This week's warming trend has done much to melt the snow and ice but water temperatures will of course remain close to freezing in most areas. In the upper bay tributary rivers yellow perch are holding in some of the deeper holes in the lower parts of the rivers such as the Northeast, Bush and Chester. Yellow perch are holding in the deeper holes off Perryville often in 50' depths or more. It will take a good sinker and small jigs or hooks tipped with minnows or worms to entice them to bite at that depth. In the rivers where yellow perch are staged in deeper waters lighter weights will get one down to where the perch are. Chain pickerel are one fish that likes cold water and they inhabit just about every tributary to the Chesapeake. They will be found in the middle and upper reaches of the rivers and most anything that moves through the water in the form of a lure tends to get their attention. Ava Lowers was a lucky girl when her uncle took her fishing at Wilson Point Park near Middle River recently and she caught her first yellow perch for 2016 on her trusty Barbie fishing outfit.


Photo Courtesy of Montana Grant

There has also been some yellow perch action in rivers and creeks farther down the bay. One of the more noteworthy locations is Marshyhope Creek which is a tributary of the Nanticoke River. Yellow perch are staged in some of the deeper holes in the lower part of the creek and are being caught on minnows worked slowly along the bottom. A good depth finder is a big help in locating schools of yellow perch. This situation can be duplicated in other tidal rivers such as the Bush, Magothy, Tuckahoe and Wicomico Rivers just to name a few. These areas are also the home of chain Pickerel and they can be found along shoreline edges and often the larger pickerel will be found in deeper waters. Channel catfish may also be part of the mix when fishing the deeper holes.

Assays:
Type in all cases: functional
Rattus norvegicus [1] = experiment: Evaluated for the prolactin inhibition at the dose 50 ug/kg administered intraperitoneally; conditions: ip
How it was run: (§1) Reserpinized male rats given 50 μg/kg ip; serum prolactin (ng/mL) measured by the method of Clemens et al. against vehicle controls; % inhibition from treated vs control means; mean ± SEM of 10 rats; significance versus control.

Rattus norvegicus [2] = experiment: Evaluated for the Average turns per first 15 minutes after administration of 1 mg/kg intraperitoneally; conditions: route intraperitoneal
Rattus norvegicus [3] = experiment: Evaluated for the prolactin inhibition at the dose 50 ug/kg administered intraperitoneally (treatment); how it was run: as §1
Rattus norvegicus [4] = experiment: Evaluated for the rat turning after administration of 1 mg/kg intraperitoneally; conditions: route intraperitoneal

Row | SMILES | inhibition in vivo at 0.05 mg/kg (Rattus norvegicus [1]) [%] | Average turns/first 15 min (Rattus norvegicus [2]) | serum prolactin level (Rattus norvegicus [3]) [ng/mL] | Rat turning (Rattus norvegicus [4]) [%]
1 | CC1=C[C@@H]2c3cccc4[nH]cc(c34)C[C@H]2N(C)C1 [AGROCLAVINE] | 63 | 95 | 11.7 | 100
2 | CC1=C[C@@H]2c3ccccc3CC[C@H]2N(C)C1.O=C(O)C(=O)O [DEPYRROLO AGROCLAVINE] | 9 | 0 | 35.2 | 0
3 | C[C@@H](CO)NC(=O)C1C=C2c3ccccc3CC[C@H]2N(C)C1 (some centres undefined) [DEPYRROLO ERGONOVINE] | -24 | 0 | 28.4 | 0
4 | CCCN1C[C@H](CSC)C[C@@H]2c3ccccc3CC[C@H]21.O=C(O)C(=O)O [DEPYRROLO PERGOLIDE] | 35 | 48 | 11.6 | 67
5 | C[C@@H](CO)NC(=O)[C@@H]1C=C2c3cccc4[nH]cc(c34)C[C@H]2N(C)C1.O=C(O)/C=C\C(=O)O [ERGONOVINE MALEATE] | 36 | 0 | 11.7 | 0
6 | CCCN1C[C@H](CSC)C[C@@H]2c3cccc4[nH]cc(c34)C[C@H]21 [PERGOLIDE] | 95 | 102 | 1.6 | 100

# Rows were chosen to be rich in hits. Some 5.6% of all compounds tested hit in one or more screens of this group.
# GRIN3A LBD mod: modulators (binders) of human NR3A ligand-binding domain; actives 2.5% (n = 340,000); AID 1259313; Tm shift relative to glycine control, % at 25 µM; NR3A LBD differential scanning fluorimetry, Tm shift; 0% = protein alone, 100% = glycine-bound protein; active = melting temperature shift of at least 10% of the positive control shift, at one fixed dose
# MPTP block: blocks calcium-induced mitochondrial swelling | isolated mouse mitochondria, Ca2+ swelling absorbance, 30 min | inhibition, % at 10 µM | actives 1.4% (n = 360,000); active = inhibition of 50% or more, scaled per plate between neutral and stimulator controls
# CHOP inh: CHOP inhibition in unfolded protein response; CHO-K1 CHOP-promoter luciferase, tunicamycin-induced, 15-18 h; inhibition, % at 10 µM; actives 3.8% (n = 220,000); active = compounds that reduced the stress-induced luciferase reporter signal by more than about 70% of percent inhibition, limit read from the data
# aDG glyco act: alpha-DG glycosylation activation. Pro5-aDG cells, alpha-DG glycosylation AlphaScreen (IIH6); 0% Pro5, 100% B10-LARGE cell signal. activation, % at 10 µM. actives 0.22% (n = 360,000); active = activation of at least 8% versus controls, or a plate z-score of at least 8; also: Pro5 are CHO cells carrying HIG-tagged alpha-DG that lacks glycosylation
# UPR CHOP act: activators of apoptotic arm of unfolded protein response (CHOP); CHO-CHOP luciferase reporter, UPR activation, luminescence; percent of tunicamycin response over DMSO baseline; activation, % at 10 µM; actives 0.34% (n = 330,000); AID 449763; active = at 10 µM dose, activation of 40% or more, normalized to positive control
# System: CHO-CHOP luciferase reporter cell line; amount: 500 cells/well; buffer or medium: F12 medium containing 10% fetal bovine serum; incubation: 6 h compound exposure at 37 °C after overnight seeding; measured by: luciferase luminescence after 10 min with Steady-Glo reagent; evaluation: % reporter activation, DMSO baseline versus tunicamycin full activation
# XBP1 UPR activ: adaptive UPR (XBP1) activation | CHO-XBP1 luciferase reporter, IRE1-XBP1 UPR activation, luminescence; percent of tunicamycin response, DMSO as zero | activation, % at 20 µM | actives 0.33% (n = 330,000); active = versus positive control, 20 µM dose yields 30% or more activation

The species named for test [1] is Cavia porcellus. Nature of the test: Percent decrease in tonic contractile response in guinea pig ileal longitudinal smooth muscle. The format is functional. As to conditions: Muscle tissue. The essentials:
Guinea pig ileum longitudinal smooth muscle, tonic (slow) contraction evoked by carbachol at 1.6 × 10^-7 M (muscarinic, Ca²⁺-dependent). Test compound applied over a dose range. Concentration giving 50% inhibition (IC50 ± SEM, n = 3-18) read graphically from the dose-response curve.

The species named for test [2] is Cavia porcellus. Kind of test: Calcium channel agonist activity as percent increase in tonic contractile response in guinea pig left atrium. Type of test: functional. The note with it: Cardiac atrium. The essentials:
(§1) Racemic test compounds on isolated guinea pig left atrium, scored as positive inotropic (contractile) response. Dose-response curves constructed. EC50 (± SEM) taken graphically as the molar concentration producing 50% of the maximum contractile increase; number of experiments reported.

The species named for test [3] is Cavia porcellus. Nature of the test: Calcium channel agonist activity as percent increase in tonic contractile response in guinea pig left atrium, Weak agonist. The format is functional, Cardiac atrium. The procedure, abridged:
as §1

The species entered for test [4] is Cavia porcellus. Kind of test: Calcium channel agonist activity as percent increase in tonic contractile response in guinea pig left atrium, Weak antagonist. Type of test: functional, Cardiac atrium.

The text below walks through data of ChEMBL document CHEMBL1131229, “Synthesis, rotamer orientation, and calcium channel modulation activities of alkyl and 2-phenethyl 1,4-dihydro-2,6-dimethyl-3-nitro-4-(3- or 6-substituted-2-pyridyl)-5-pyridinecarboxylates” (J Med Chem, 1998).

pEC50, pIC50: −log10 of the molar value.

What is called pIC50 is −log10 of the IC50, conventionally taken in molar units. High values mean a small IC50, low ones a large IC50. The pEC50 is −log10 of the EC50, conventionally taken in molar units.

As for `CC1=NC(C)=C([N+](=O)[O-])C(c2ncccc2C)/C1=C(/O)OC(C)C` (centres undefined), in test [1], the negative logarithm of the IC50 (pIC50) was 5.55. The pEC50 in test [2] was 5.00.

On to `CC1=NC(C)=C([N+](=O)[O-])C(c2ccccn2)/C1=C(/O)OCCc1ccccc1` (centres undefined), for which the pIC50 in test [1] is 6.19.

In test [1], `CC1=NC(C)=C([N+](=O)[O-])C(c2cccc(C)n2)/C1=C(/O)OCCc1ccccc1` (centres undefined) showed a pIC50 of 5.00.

Water temperatures in the middle bay region are running at 38° on the surface and down to about 35" of water. Striped bass and white perch are holding in the deeper channels such as the shipping channel and anyone going over the Bay Bridge may have noticed a few commercial boats stationed along the eastern edge of the shipping channel off Kent Island tending their nets. There are striped bass stacked up behind the Bay Bridge abutments and rock piles and can offer some catch and release action. One will find them stacked like cordwood and when jigging snagged fish may outnumber those that are actually caught in the mouth. The warm water discharge at the Calvert Cliffs Power Plant always starts to attract striped bass and fishermen later on this month for some catch and release action. Angelina Watts came home for the weekend from college and brought her roommate Carissa Arillo and dad could not pass up the opportunity to take the girls out for a little white perch fishing off Kent Island. Small jigs tipped with pieces of bloodworms worked in the deep channel did the trick for these girls.


Photo by Rich Watts

Sunday I took advantage of the mild weather and went for a canoe paddle in the upper Choptank River and was entertained by several fair sized striped bass that were trying to soak up the warmth of the sun in the shallows. My passage of course disturbed them and they torpedoed for deeper water and safety. I suspect these are most likely males who are the vanguard of the 2016 spawning run. We are still of course in the dead of winter but there are a few positive signs out there that spring will eventually arrive.